The Basics of HTML and CSS – What You Need to Know


The Basics of HTML and CSS – What You Need to Know

The Basics of HTML  CSS What You Need to Know

Before you begin learning HTML and CSS, you need to have a basic understanding of what you are doing. While the field is vast, it is best to start with the basics and build from there. There are many resources available for you to use for furthering your understanding of these technologies.

Structural elements

Whether you’re using HTML5 or older browsers, structural elements in HTML & CSS are essential to make your pages look great. Having a well-structured page will make it easier for people to navigate and search your site. In addition, it will be cleaner to edit. While CSS3 and HTML5 have many new features, there are still some things you’ll want to remember about HTML4 and its structural elements. For example, you’ll still want to use the div tag and the id and class attributes. However, only use them when they serve a specific role within a page.

The header element is used to provide introductory content and navigation aids. The head element falls within the HTML element and is very similar to the header. The head element also has a function, but it’s more of a general description of what the document is about.


HTML attributes can be used to describe the appearance and behaviour of an element. Examples include href, lang, style, and src. Another popular attribute is the title, which provides additional information about an item. When the mouse is over an element, the value of the title attribute will be displayed as a tooltip.

Most of these attributes have two faces. The first face is used for the element’s width, while the second face is for the height. Both of these properties can be used to specify the height of an element, although CSS’s height property is preferred.

Line break elements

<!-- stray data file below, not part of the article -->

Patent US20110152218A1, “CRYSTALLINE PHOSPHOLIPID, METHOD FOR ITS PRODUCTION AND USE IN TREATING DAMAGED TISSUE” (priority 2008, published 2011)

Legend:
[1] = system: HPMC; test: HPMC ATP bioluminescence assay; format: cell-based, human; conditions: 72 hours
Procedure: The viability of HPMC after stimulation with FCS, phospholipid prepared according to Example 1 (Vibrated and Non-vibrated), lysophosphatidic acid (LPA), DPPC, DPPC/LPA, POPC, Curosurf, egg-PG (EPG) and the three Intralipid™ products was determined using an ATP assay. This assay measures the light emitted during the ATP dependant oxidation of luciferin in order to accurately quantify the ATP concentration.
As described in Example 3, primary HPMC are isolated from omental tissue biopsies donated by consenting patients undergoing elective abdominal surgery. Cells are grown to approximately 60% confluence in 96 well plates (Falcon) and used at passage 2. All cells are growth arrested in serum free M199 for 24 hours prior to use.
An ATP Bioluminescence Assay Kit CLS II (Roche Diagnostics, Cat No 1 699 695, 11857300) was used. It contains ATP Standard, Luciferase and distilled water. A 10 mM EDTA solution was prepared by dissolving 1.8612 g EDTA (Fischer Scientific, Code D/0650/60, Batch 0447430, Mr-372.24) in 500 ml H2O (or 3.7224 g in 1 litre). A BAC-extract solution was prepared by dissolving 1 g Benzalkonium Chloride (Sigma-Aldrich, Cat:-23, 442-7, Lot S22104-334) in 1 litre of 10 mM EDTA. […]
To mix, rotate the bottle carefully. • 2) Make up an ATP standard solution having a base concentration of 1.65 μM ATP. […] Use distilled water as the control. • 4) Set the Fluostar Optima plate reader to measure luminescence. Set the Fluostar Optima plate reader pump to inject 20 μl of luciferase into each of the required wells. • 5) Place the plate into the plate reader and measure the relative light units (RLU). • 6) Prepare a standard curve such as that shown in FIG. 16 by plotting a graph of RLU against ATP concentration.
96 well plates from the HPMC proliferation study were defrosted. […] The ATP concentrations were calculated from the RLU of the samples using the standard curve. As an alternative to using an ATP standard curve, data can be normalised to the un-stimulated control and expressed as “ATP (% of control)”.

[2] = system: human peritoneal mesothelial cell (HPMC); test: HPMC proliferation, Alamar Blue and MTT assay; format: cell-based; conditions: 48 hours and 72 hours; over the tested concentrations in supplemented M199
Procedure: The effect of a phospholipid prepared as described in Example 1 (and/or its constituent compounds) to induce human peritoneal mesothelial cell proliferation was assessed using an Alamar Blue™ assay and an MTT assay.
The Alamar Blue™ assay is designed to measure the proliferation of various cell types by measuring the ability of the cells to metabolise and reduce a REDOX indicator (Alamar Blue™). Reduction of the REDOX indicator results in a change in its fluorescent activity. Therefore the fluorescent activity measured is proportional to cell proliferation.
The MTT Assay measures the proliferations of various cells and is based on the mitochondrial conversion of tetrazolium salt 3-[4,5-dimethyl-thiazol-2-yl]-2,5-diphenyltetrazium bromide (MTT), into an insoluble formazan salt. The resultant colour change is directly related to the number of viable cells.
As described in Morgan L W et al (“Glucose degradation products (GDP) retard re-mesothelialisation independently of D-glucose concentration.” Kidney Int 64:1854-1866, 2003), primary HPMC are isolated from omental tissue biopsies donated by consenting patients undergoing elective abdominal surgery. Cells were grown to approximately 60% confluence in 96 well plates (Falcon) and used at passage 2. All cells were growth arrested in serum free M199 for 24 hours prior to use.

Line break elements are a common feature of HTML and CSS that enable a user to create additional lines between paragraphs or blocks of text. Without these breaks, the text would appear oddly formatted. Line break elements can be added to HTML with the BR tag. This tag acts as the equivalent of the carriage return key on the keyboard. Note that HTML will ignore the character ‘r’ as a line break.

HTML has several ways to add a line break. One way is to use the white-space property, which inserts a new line before the element. Other methods include using the display property to begin the element on a new line and using the carriage return character and pseudo-elements to add a line break.


There are two primary methods for specifying colours in HTML and CSS. One is called a colour name, and the other is called a colour number. HTML colours are a little trickier to remember than CSS colour names, so they are not recommended. Modern browsers support around 140 different colour names.

HTML and CSS support 16 different colour names, as well as 147 different colour names for CSS3. These colour names are specified using hexadecimal colour numbers (base 16). The hexadecimal system is broken into three groups of two digits, each describing the percentage of Red, Green, and Blue that is present in a colour. The values range from 00 to FF.

Mobile compatibility

There are a few things you can do to make your website compatible with mobile devices. While you shouldn’t completely ignore the limitations of mobile browsers, you should take into account the limitations of their memory, processing power, bandwidth, and viewport size. One way to make your website more mobile-friendly is to split the content into separate views. You can also simplify your content and interface.

First, make sure your website is designed to look good on all devices. Screen sizes on mobile devices are much smaller than those of desktop computers. This means that a website designed for desktops may not load properly or look as good on these smaller screens. To fix this problem, you should restructure your website to optimize for the different sizes and screen resolutions of these devices.


JavaScript is a markup language similar to HTML, but it’s more complex. It first appeared in beta form in 1995 and is now supported by all major web browsers. Most websites use JavaScript to alter website content and make it behave in certain ways. Common uses for JavaScript include confirmation boxes and calls-to-action. It’s also useful for adding new identities to information on a page.

When used in conjunction with HTML, JavaScript allows website developers to create dynamic HTML pages that can alter the user interface. It can also alter HTML elements through selectors and can change almost any attribute or content. In addition, it can interact with the browser and server and even generate a page from logic.


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